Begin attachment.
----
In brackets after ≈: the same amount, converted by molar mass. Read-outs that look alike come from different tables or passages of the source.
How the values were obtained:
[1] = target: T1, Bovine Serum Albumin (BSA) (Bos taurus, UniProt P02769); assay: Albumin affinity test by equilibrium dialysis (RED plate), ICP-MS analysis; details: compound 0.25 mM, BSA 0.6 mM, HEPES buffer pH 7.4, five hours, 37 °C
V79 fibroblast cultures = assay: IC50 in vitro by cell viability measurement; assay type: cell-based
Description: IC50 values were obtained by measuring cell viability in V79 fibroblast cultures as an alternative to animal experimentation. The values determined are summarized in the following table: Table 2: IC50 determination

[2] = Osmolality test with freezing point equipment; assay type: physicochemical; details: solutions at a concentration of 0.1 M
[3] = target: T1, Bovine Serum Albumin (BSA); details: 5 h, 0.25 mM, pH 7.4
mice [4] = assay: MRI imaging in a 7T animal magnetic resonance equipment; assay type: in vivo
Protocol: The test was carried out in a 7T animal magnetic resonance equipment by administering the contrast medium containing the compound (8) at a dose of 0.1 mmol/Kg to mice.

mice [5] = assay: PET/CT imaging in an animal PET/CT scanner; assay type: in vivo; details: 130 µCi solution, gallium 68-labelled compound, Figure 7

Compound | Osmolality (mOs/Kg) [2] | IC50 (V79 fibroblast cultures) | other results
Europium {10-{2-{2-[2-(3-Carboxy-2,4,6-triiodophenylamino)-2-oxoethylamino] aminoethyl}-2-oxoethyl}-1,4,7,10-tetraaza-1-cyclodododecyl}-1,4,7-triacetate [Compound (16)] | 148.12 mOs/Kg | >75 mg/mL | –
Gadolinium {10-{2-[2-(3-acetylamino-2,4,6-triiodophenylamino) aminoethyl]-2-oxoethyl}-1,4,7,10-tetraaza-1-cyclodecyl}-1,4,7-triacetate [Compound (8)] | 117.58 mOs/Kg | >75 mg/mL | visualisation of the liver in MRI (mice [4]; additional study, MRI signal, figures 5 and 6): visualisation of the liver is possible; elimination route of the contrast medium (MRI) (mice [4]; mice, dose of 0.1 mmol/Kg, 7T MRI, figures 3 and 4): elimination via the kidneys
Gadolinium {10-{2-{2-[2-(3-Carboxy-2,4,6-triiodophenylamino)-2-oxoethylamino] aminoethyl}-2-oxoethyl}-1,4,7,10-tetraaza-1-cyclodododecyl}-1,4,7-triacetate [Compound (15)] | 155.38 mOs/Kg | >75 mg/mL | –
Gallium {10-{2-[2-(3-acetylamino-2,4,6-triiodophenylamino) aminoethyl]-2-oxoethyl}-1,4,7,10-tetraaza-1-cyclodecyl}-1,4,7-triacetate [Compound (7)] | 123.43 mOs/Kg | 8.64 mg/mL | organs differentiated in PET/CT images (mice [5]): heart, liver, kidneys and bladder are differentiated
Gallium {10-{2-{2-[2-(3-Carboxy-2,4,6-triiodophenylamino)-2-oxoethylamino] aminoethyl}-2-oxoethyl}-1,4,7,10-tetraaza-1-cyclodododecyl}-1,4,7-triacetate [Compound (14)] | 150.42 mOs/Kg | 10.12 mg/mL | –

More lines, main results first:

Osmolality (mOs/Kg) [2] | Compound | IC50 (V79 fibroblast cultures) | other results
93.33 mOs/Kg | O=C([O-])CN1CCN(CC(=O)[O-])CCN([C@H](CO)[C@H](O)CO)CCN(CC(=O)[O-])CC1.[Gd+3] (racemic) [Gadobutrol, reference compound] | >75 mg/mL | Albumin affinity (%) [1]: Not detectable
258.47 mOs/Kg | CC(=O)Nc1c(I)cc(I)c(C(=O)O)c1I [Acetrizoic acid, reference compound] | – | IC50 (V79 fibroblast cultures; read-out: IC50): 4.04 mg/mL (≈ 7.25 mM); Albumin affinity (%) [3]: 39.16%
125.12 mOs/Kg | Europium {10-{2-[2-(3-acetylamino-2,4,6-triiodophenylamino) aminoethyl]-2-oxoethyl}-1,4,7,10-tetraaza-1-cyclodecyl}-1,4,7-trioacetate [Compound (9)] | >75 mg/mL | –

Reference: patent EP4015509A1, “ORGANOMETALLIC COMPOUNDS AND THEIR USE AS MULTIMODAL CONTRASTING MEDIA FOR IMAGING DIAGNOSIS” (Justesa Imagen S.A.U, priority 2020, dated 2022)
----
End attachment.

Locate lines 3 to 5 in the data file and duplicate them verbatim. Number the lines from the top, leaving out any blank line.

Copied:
[1] = target: T1, Bovine Serum Albumin (BSA) (Bos taurus, UniProt P02769); assay: Albumin affinity test by equilibrium dialysis (RED plate), ICP-MS analysis; details: compound 0.25 mM, BSA 0.6 mM, HEPES buffer pH 7.4, five hours, 37 °C
V79 fibroblast cultures = assay: IC50 in vitro by cell viability measurement; assay type: cell-based
Description: IC50 values were obtained by measuring cell viability in V79 fibroblast cultures as an alternative to animal experimentation. The values determined are summarized in the following table: Table 2: IC50 determination